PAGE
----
Foss Maritime played a crucial role in the success of the towing of a defueled nuclear reactor up the Columbia River for burial of the reactor at the Hanford Nuclear Reservation, near Richland, Wash. Under a contract from Portland General Electric, Foss managed and performed barging of the 1,020 ton load from PGE's decommissioned Trojan power plant, near Rainier, Ore., to the Richland barge slip at the Port of Benton. The 270-mile tow was performed by Foss tugs Lewiston and Noydena. Foss towed ZB-240, a 240 x 56 ft. ramp barge, specifically built for the reactor towing assignment by Zidell Marine Corporation. The barge was chartered by PGE from Zidell. During the 36 hour tow, both 2,500 hp Lewiston and 1,700 hp Noydena were secured side by side at the stern of the RoRo barge so each tug's crew had a clear line of sight beyond the towering reactor and its support frame aboard the barge forward of the tugs. In addition to the backup tug, extensive safety precautions required by PGE under its contract with Foss included special nuclear cargo handling and transport training for Foss barge ballasting/deballasting and towing personnel. Special surveys of the barge and tugs were among other safety related requirements. During training sessions, as well as the actual move, the barge was ballasted onto and deballasted off of the bottom of the Trojan barge slip.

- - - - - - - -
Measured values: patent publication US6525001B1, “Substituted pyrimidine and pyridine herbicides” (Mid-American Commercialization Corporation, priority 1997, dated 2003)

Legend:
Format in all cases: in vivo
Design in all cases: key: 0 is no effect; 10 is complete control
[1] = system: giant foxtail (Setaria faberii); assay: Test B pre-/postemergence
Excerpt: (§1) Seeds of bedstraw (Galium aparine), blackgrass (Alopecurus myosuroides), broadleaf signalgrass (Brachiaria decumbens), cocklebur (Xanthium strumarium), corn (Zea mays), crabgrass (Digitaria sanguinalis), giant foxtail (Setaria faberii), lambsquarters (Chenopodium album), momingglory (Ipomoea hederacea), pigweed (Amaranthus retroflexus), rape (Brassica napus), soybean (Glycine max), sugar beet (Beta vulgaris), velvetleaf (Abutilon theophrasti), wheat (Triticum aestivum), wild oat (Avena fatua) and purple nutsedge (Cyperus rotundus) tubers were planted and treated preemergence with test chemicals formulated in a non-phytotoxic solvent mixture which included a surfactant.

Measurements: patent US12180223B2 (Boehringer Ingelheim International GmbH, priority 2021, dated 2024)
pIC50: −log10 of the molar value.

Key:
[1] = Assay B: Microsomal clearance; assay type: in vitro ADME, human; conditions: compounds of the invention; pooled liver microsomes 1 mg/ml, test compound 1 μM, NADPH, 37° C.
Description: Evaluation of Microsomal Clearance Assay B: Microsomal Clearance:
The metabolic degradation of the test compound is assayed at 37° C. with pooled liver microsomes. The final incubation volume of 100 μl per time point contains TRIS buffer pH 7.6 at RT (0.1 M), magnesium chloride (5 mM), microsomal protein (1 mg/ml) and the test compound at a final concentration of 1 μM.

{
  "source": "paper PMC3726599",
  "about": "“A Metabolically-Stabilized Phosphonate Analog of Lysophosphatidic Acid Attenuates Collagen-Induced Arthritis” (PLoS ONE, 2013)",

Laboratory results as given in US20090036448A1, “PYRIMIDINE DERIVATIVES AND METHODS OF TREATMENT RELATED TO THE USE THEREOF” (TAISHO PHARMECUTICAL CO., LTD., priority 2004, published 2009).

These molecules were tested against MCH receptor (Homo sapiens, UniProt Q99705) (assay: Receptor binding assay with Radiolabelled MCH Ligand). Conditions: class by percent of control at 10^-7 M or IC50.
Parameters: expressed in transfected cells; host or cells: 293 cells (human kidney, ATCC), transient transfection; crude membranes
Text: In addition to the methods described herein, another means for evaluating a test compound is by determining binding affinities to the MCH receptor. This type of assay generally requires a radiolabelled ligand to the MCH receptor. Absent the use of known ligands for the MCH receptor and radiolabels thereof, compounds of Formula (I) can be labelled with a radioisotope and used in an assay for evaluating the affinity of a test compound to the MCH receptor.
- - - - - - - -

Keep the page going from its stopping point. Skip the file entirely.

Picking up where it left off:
The U.S. Department of Transportation’s Maritime Administration today announced $17.1 million in grants to 14 small shipyards in 10 states. The grants are part of the Assistance to Small Shipyards program. “Small shipyards are vitally important for the health of the maritime industry, and for the nation’s economy,” said Secretary of Transportation Ray LaHood. The purpose of the grants is to make capital and infrastructure improvements that facilitate the
The U.S. Department of Transportation’s Maritime Administration announced $17.1m in grants to 14 small shipyards in 10 states. The grants are part of the Assistance to Small Shipyards program. “Small shipyards are vitally important for the health of the maritime industry, and for the nation’s economy,” said Secretary of Transportation Ray LaHood. The purpose of the grants is to make capital and infrastructure improvements that facilitate the efficiency
Along the way, ATBs gain speed, efficiency, safety – and popularity. Operators of articulated tugs and barges, or ATBs, say they like the maneuverability, weather reliability, stability, speed of these units, and the manner in which the tug pushes the barge. As a marine transportation concept, they can also simply be described as versatile. ATBs move petroleum, chemicals, coal, grain, containerized cargo and rail cars for customers on the U.S
JK Fabrication (Nordic Machine) wins emergency tow reel order from Olympic Tug and Barge Olympic Tug and Barge, a Harley Marine Services Company, has selected four JK Fabrication emergency tow storage reels for new barges being built at Zidell Shipyard in Portland (the first two) and Vigor Shipyard there also (the last two units). Given earlier success at U.S. Coast Guard testing in southern California, earlier orders from Olympic, Smith Maritime, U.S